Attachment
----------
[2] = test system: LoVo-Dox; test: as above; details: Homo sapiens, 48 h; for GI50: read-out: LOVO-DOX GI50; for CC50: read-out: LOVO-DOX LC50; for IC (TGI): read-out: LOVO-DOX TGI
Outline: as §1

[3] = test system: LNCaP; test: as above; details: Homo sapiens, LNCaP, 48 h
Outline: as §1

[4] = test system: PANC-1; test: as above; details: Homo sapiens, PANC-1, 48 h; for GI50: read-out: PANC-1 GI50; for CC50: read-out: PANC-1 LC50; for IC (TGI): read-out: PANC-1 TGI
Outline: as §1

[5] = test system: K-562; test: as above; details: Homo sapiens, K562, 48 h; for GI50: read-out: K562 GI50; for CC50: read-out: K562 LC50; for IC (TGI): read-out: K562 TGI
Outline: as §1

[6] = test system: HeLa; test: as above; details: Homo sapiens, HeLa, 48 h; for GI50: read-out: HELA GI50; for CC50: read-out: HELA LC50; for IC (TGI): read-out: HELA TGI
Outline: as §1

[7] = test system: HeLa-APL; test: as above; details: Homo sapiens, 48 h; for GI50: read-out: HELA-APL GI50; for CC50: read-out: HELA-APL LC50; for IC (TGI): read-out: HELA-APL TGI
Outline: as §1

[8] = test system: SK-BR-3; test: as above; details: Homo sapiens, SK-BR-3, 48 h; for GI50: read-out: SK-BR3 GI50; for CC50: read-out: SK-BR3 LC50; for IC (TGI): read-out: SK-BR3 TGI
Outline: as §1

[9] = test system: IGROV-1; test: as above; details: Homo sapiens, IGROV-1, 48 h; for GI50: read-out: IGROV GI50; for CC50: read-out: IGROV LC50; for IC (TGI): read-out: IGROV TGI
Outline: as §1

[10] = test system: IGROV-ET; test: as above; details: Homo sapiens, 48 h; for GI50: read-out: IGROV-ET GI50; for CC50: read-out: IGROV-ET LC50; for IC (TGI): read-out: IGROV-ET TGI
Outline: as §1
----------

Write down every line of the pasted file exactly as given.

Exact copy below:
[2] = test system: LoVo-Dox; test: as above; details: Homo sapiens, 48 h; for GI50: read-out: LOVO-DOX GI50; for CC50: read-out: LOVO-DOX LC50; for IC (TGI): read-out: LOVO-DOX TGI
Outline: as §1

[3] = test system: LNCaP; test: as above; details: Homo sapiens, LNCaP, 48 h
Outline: as §1

[4] = test system: PANC-1; test: as above; details: Homo sapiens, PANC-1, 48 h; for GI50: read-out: PANC-1 GI50; for CC50: read-out: PANC-1 LC50; for IC (TGI): read-out: PANC-1 TGI
Outline: as §1

[5] = test system: K-562; test: as above; details: Homo sapiens, K562, 48 h; for GI50: read-out: K562 GI50; for CC50: read-out: K562 LC50; for IC (TGI): read-out: K562 TGI
Outline: as §1

[6] = test system: HeLa; test: as above; details: Homo sapiens, HeLa, 48 h; for GI50: read-out: HELA GI50; for CC50: read-out: HELA LC50; for IC (TGI): read-out: HELA TGI
Outline: as §1

[7] = test system: HeLa-APL; test: as above; details: Homo sapiens, 48 h; for GI50: read-out: HELA-APL GI50; for CC50: read-out: HELA-APL LC50; for IC (TGI): read-out: HELA-APL TGI
Outline: as §1

[8] = test system: SK-BR-3; test: as above; details: Homo sapiens, SK-BR-3, 48 h; for GI50: read-out: SK-BR3 GI50; for CC50: read-out: SK-BR3 LC50; for IC (TGI): read-out: SK-BR3 TGI
Outline: as §1

[9] = test system: IGROV-1; test: as above; details: Homo sapiens, IGROV-1, 48 h; for GI50: read-out: IGROV GI50; for CC50: read-out: IGROV LC50; for IC (TGI): read-out: IGROV TGI
Outline: as §1

[10] = test system: IGROV-ET; test: as above; details: Homo sapiens, 48 h; for GI50: read-out: IGROV-ET GI50; for CC50: read-out: IGROV-ET LC50; for IC (TGI): read-out: IGROV-ET TGI
Outline: as §1